Wednesday 22nd July, 2020 Water Blog

Diamonds are forever but our planet certainly isn’t!

 

Last year, I was lucky enough to attend World Water Week in Stockholm. It is my favourite conference of the year, by far. I joined a talk by Dr. Joaquin Carrizosa, who is the Amazon Ecoregion Coordinator for the WWF in Columbia who spoke about the adverse effect of illegal mining throughout numerous Amazonian regions.

The Amazon covers over 7 million kilometres of land crossing numerous countries such as Brazil, Peru and Bolivia throughout South America. Only 2000 of 8000 species of animal and plant have been discovered there and its forestry collects over 20% of the world’s carbon each year. The Amazon holds together vital ecosystems for mammals, insects and bird species. It is one of the most fertile and mineral rich parts of the world also a home to numerous tribes and indigenous people. Unfortunately, the Amazon size has significantly declined over the past number of decades and its existence is under serious threat and attack. An ongoing activity that contributes to this is illegal activity of Artisanal Small Scale Mining (ASM).

ASM supplies 20% of the world’s diamonds, 20% of the world’s gold and 80% of the worlds coloured gemstones. It also provides technology critical elements like Tantalum used in mobile phones, computers and other electronics. Because the price of gold has significantly increased over the past number of years, so has the demand, therefore the hunt for supply is rife and ASM is on the increase.

An article from the Guardian in 2019 shows a map of over 2312 illegal sites across six Amazon countries. [1] ASM is extremely difficult to track as its so unregulated, set ups are usually placed under violent armed guards, the mining happens fast, uses dated, aggressive, unsafe methods of extraction using mercury and cyanide to extract precious metals such as gold, leaving ponds, rivers and people exposed to the left over contamination. Illegal ASM has had a devastating impact the on Amazon – all that’s left behind is lifeless, baron, mercury contaminated pools carved into the earth’s surface.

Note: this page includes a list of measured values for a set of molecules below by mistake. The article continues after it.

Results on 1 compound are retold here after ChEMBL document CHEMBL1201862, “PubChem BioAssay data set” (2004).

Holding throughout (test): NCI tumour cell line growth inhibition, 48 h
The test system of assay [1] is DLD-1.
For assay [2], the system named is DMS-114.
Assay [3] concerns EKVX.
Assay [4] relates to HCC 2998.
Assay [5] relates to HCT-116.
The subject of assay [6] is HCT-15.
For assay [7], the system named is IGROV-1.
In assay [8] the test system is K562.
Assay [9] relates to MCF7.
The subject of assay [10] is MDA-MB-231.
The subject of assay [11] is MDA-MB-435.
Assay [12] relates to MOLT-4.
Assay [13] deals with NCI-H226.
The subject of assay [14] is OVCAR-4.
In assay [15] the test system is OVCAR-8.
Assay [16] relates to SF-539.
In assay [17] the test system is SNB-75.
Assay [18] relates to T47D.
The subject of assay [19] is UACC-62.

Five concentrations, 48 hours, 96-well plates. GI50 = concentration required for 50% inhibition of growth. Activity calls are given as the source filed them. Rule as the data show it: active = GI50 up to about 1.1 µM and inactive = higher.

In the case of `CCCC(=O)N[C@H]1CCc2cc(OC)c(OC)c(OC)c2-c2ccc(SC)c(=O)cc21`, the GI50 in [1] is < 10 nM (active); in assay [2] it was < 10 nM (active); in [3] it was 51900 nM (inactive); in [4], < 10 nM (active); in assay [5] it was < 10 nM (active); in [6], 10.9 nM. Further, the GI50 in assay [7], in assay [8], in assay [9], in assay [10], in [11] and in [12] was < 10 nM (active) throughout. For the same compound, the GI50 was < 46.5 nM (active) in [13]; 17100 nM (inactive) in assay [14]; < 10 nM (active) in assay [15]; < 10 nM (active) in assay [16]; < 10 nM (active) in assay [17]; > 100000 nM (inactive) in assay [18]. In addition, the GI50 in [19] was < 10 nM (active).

Whilst generating wealth in developing countries ASM practices in the Amazon have caused:

 

  • Significant forest cover loss – soil degradation, soil erosion, mudslides
  • Rivers are also commonly diverted as a way to access mineral rich riverbeds
  • Mining ponds left full of heavy metals from extraction methods
  • Significant habitat loss leading to species population decline and extinction
  • Water contamination leading to poor drinking water and air quality
  • Negative human health & livelihood impacts
  • Highly dangerous levels of mercury present in humans and animals
  • Child labour
  • Violence and attacks on indigenous and local villages
  • Horrendous working conditions
  • Local people working for ASMs due to no other sources of income due to deforestation

 

The detrimental effects on water have also been catastrophic. Mercury is used during the amalgamation process as a cheap way to collect small gold particles from sediment. As most gold mines are near rivers and streams most of the excess chemicals are washed off into the nearest waterways. Once it becomes imbedded in soil or water, mercury becomes methylmercury that can easily accumulate in fish; which not only harms the fish but all other animals, including humans, who eat fish. [2]

It is estimated that 71% of all mercury emissions are in the Amazon region are due to ASM gold mining and a staggering 37% of the total global emissions.

There are so many direct and indirect adverse effects on the environment that come from ASM and this is only a taste of what scientists and conservationists know about and have measured.  There are ongoing international programmes to monitor and prevent ASM from continuing but bringing awareness to this illegal activity is key.

 

Diamonds maybe forever but our planet certainly isn’t.

 

[1] https://www.theguardian.com/world/2018/dec/10/illegal-mining-in-brazils-rainforests-has-become-an-epidemic

[2] https://en.wikipedia.org/wiki/Artisanal_mining

 

By Ruth Clinton

Water Innovation Officer, DCU Water Institute

 

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